While there is the perceived notion that newer forms of entertainment and leisure are distracting Filipinos from reading, the same survey revealed that those exposed to these stimuli are most likely to be reading non-school books (NSB), or books that are voluntarily read and not prescribed as learning materials in schools. More significantly, 100% of these NSB readers are actually Internet users who access social media and read websites and blogs.
It also revealed that NSB readers who read for leisure grew from 13% in 2007 to 16% to 2012, as compared to those who bought and read books purely for purposes of education and information. They are also the biggest purchasers of digital products like computers, tablets and smartphones and are purveyors of digital content, including literature produced in digital format in the form of e-books, apps, websites and blogs.
Rearing A Generation of Booklovers
Despite the slight decline, the survey also revealed that more Filipinos are beginning to read NSB at a much younger age, starting as early as 0 to six years old, with the majority of adult readers saying they started reading NSB between the ages of seven to 12 years old. This underscores the vital role that parents, family, day care centers and pre-school teachers play in encouraging a love for reading.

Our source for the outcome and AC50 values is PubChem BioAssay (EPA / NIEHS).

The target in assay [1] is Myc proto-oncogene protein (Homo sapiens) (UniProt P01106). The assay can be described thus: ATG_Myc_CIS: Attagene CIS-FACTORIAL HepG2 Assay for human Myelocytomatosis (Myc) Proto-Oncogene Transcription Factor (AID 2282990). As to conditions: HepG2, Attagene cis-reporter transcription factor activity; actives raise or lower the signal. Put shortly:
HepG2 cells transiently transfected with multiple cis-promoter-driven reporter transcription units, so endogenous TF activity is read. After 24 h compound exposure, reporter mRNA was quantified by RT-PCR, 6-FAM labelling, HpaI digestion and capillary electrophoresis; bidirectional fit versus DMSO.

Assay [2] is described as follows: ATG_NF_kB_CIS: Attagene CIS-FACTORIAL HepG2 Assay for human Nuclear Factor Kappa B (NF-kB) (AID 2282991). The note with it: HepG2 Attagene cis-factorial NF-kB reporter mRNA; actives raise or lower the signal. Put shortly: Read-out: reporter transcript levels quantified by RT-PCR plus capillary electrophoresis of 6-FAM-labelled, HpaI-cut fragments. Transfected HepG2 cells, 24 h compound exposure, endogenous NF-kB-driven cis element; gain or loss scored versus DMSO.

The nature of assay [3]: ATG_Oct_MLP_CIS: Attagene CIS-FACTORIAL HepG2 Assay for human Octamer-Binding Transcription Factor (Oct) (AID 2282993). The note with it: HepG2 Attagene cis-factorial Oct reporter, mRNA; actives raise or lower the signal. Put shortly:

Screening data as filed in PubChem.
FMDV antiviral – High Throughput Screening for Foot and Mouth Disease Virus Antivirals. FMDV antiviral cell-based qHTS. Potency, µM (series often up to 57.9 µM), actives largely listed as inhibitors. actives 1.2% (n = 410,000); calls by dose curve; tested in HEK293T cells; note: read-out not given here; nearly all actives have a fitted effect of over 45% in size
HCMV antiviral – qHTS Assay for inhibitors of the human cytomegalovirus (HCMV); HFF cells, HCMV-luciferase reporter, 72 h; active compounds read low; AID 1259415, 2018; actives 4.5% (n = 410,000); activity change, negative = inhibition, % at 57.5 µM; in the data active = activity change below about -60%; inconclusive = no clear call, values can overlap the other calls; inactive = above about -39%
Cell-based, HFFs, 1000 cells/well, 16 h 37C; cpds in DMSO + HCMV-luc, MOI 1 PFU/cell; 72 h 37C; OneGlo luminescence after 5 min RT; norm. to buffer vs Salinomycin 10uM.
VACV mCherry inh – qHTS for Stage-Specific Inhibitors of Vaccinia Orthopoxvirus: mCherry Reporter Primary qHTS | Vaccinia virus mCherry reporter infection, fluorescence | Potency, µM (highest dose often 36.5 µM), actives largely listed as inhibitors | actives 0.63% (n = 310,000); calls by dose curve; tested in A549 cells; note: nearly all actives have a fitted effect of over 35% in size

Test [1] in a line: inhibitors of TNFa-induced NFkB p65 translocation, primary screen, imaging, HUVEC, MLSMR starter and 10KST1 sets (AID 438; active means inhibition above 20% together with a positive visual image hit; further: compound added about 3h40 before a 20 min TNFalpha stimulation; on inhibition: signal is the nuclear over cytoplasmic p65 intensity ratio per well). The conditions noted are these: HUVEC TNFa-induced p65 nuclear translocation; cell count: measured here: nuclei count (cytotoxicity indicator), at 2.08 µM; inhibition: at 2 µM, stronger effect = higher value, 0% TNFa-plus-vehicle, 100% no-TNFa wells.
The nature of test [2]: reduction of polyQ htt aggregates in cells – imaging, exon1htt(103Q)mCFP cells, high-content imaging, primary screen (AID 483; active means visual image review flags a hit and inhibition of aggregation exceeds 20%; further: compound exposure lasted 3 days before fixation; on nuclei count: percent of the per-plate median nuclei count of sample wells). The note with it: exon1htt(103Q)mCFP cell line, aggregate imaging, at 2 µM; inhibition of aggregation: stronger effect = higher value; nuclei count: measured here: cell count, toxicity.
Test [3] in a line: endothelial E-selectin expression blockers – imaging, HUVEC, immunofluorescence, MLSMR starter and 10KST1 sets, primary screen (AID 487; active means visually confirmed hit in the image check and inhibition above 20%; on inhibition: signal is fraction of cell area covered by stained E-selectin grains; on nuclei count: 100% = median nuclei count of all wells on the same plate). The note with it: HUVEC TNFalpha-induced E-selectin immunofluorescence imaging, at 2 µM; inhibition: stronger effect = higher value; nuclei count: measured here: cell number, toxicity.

Many of these young readers that are school children in the elementary grades are exposed not only to textbooks but other forms of learners’ materials such as picture storybooks, non-fiction books, religious materials (the Bible remains the most read book by Filipinos, according to this survey) and non-print materials such as videos stored in DVDs or made available online.
The 2012 National Readership survey also showed that students in private schools read more books than those from their counterparts in the public schools. They also have easier and greater access to a wider variety of materials in print and online, with bigger library resources, ability to purchase books, and access to online content like the Internet and social media.
In an interview with NBDB deputy executive editor Atty. Ana Katarina Rodriguez, she said that there is a surge in the interest for young adult (YA) literature, or books made for teenagers and follows the international trend in YA literature. “We can attribute this to the digital disruption and the increase of locally published comic books and zines,” she explained.
Digital disruption is defined as a transformation caused by emerging digital technologies and business models whose innovation can impact the value of existing products and services offered in the industry, therefore ‘disrupting’ the current market of these goods and services.